Soil drought could reduce human death rates during heat waves by lowering air humidity, while cooling strategies like wetting surfaces could inadvertently intensify lethal heat stress, according to a new study in the journal Science Advances.
“The potential lethality of heat waves is dependent not only on temperature but also on humidity,” the study explains. So “both increasing temperatures and increasing humidity burden human comfort, psychomedical health, and labour productivity.”
Droughts and heat waves are both becoming more common and intense because of climate change, and are increasingly occurring simultaneously. When that happens, morning dry soils can mildly reduce afternoon heat stress by roughly 5%, the research shows. But some strategies for making heat waves more tolerable and reducing urban heat island effect could create unexpected problems.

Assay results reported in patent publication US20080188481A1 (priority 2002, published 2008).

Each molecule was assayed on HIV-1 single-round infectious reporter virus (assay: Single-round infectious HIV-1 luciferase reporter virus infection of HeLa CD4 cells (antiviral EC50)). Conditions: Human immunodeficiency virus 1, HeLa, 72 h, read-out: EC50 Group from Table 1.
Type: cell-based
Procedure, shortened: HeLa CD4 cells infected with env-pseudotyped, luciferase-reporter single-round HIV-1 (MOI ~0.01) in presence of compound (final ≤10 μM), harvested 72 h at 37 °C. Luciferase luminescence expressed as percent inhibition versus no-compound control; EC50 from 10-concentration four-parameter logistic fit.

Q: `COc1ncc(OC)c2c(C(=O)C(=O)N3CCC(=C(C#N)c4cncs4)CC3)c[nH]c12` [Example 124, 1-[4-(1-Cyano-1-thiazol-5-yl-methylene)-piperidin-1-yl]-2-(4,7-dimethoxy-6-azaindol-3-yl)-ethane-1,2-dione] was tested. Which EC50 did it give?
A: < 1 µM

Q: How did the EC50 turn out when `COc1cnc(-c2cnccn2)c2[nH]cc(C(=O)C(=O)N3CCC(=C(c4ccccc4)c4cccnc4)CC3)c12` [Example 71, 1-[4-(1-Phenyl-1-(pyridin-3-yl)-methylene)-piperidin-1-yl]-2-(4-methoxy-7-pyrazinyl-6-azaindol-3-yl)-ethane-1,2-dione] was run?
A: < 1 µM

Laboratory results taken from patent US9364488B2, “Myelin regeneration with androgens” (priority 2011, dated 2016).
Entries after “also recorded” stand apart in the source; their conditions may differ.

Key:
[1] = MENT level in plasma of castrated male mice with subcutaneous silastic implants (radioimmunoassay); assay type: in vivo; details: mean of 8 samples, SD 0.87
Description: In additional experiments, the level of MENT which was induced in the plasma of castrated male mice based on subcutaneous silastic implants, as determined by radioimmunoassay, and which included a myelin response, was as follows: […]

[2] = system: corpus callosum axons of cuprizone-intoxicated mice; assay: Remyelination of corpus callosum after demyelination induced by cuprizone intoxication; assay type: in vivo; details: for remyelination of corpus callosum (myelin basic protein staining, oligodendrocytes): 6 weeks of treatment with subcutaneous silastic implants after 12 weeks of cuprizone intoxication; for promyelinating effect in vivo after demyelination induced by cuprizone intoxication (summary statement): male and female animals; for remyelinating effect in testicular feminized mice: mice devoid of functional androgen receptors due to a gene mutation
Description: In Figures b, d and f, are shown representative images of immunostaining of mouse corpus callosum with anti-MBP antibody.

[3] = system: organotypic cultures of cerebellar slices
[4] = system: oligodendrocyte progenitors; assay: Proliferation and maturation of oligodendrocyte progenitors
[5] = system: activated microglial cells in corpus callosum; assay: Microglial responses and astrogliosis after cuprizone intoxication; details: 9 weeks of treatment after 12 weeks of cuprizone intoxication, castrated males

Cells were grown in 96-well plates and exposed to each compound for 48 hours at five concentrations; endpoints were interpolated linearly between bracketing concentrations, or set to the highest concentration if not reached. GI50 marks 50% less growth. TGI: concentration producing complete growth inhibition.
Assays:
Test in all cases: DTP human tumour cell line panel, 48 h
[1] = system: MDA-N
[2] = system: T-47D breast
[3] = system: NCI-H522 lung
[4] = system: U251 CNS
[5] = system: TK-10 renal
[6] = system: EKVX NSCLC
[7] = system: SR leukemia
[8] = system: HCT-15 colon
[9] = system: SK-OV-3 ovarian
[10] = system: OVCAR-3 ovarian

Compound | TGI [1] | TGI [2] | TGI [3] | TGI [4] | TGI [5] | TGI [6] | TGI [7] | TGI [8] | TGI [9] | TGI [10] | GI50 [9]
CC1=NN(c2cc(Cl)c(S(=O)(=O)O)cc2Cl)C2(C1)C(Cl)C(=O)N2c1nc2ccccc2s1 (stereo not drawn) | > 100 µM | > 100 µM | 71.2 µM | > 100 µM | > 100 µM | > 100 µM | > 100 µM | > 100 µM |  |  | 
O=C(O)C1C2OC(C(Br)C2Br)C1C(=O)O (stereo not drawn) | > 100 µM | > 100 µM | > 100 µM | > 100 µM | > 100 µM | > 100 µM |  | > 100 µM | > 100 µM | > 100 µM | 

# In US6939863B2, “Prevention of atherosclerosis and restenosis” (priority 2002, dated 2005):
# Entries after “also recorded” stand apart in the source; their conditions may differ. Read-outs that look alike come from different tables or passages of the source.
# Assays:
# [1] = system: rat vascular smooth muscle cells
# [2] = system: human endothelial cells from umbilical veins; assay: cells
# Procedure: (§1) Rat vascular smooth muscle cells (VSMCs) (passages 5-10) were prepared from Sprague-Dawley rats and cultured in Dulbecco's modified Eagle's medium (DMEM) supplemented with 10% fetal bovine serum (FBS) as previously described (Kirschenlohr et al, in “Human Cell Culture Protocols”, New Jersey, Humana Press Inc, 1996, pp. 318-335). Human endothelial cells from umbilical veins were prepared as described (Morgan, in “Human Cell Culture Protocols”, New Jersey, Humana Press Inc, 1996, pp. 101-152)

“The effectiveness of forestry, urban greening, or misting systems to combat heat stress should be evaluated by considering the influence they have on humidity, not just on [air temperature],” the authors state.
Irrigation, in particular, can increase the human heat burden, the study warns. The effect of irrigation on air humidity is most dramatic in arid regions, because the larger quantities of water needed to reach soil moisture levels lead to a higher amount of evaporation.
“The intensification of irrigation during the past century was recently found to reduce human exposure to hot extremes and was consequently deemed as beneficial for billions of people,” the study says. But “that assessment did not consider the associated increase in humidity.”
The study authors based their model simulations on satellite and weather balloon observations, atmospheric modelling, and meta-analyses of heat wave mortality. “Given the increasing tendency of droughts and heat waves to concur and jointly intensify each other, this understanding of the contrasting effects of soil desiccation—not only through air temperature but also through humidity—can be critical for predicting or mitigating future heat wave lethality,” they wrote.